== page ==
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Clemens slows down Cardinals10/16/2004 6:33 PM ET
By Matthew Leach / MLB.com
HOUSTON -- The National League Championship Series remained on serve on Saturday afternoon. Jeff Suppan pitched admirably for the Cardinals, but the Astros rode their two big advantages -- Roger Clemens and Minute Maid Park -- to a 5-2 win over St. Louis in Game 3.
The Cards still hold a 2-1 series lead, with Game 4 set for Sunday afternoon in Houston. Going back to the regular season, the Astros have won 20 of their last 21 games at home. St. Louis has lost five straight at Minute Maid.
Suppan pitched a game that resembled his previous playoff start, six days earlier in Los Angeles. He struggled somewhat with his command in the early going, then settled in to retire the last 10 batters he faced. Unlike the Dodgers game, however, Suppan didn't get the kind of backing from his offense that Cardinals pitchers have come to expect.
For that, thank Clemens.
St. Louis had chances against Clemens in the first few innings, but like Suppan, he found his stride as the game went on. The future Hall of Famer turned to his split-finger pitch for the second and third times through the batting order, and struck out seven of the last 13 Cardinals who stepped in against him.
"You're not gonna see the same stuff twice through the order," said Scott Rolen, who singled and walked in four plate appearances. "He was throwing me a lot of fastballs, then he came back and started throwing a lot of splits and mixing in sliders and curveballs. He was pitching. That's what he does. When a guy can pitch and still has good stuff as he does, it's a pretty good battle."
The contest turned in the fourth and fifth, with the Redbirds trailing by a run. After a leadoff single and a wild pitch, the Cards had a runner in scoring position with one out and dangerous hitters coming to the plate. Clemens secured his first K of the game on a filthy splitter to Edgar Renteria. He walked Reggie Sanders and struck out Mike Matheny to get out of the jam.
Still, the 42-year-old had already thrown 74 pitches, and his afternoon was in jeopardy of being a short one. When the Cards went 1-2-3 on 10 pitches in the fifth, Clemens locked in and was never threatened again.
"Maybe for the first four or five innings, I don't know what Roger's feelings are, but I don't think he had his best stuff," Larry Walker said. "And then six and seven came along, and all of a sudden something happened. He was pretty much unhittable in six and seven. We couldn't take advantage of it even if he was off, which we thought he was. That's how good he is."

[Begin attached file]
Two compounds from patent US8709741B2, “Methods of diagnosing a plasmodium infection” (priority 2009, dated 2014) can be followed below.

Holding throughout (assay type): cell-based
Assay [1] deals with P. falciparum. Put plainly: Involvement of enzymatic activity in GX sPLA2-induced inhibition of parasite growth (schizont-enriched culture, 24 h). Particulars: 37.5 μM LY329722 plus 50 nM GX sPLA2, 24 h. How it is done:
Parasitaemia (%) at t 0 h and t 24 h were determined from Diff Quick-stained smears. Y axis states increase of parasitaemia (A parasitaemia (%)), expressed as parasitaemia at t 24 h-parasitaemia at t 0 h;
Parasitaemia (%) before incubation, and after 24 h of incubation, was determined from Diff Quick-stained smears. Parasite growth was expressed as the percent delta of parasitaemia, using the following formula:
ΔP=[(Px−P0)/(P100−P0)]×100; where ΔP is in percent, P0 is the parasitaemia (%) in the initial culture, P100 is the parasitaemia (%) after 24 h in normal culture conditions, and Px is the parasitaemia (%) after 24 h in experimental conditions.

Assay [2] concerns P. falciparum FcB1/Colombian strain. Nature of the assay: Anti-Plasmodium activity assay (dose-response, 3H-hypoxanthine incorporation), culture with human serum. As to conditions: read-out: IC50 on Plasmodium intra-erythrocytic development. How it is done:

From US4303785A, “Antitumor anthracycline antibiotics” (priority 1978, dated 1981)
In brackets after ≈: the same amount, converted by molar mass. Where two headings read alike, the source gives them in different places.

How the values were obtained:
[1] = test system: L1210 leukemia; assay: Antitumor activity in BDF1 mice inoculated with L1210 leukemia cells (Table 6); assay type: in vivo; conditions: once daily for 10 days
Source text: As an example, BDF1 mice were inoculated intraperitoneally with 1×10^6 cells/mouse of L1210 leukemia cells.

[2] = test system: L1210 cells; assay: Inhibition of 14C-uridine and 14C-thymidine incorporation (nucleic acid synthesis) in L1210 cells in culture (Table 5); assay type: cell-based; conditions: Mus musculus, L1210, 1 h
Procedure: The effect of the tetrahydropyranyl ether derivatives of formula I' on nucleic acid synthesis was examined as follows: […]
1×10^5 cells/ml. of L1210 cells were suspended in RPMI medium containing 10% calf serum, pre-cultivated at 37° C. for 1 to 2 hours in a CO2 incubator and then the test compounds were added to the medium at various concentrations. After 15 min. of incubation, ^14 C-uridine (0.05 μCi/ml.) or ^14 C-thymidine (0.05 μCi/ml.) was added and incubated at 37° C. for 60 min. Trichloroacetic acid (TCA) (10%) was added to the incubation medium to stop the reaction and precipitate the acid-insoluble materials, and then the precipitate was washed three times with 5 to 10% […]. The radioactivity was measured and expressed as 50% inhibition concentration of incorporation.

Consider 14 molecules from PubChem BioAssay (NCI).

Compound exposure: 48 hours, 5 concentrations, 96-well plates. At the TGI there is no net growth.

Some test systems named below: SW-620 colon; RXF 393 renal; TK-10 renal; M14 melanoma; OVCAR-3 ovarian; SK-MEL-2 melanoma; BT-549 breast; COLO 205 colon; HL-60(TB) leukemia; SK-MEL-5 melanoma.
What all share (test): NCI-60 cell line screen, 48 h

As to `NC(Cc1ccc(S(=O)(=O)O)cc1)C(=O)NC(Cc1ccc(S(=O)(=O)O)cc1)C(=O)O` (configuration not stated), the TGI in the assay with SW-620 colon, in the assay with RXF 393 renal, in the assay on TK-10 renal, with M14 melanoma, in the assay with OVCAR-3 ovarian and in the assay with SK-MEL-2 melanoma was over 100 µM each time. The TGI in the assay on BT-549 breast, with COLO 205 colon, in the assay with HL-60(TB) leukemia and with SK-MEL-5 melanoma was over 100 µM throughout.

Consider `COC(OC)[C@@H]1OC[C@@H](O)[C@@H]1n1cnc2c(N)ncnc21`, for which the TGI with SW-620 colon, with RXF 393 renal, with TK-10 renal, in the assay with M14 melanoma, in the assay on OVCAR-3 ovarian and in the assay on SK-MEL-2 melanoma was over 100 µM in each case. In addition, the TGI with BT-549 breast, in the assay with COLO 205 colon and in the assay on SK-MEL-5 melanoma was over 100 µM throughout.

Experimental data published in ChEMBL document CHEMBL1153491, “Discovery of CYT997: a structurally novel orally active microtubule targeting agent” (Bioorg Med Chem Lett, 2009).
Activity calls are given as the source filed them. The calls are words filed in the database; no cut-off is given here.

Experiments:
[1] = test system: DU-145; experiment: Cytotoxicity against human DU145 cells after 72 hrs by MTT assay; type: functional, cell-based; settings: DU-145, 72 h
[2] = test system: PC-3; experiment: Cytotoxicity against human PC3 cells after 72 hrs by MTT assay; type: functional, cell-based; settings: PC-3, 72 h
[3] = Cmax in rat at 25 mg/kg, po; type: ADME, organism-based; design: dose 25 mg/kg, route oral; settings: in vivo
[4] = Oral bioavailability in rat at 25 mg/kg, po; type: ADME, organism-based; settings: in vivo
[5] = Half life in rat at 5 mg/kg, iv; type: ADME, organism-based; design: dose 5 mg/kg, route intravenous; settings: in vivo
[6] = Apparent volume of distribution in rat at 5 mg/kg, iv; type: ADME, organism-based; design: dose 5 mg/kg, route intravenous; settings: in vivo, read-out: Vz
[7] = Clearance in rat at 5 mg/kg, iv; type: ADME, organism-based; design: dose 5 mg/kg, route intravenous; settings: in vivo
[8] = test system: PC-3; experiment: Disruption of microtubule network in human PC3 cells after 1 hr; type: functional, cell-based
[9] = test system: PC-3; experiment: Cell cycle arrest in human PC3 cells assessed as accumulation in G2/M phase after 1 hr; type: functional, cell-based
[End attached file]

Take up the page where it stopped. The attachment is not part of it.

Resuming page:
Houston turned to Brad Lidge for the final two innings, and Lidge did what he's paid to do. Albert Pujols managed a sharp two-out single in the eighth, but the hard-throwing righty put away Rolen to end the frame. After two more Houston runs in the bottom of the inning, Lidge once again found himself in trouble -- and once again worked out of it.
A leadoff walk and a hit batter made pinch-hitter John Mabry the potential tying run before Lidge struck Mabry out to end the game.
"We had quality at-bats," said Tony Womack. "We were just one swing away from tying the game up or taking a lead. I don't care what [Clemens] did. We did a lot of things right against him. We should be happy, keep our heads up and come out tomorrow ready to play."
Walker and Edmonds hit solo homers in the first and second innings, respectively. Walker's blast was a booming line drive that reached the concourse area above the 404-foot sign in left-center. It was conservatively estimated to have traveled 406 feet.
Unfortunately for St. Louis, by the time Edmonds went deep the 'Stros already had three on the board. Lance Berkman rapped a two-out RBI single in the bottom of the first, and Jeff Kent followed with a two-run shot. Suppan got ahead of both hitters 0-2 before they reached base.
"Any time you go against good hitters, they're going to take good at-bats," Suppan said. "They were able to get some good at-bats early and get my pitch count up, but it's not something you're really thinking of. You're trying to pitch to a situation or to what you're seeing out there."
This story was not subject to the approval of Major League Baseball or its clubs.
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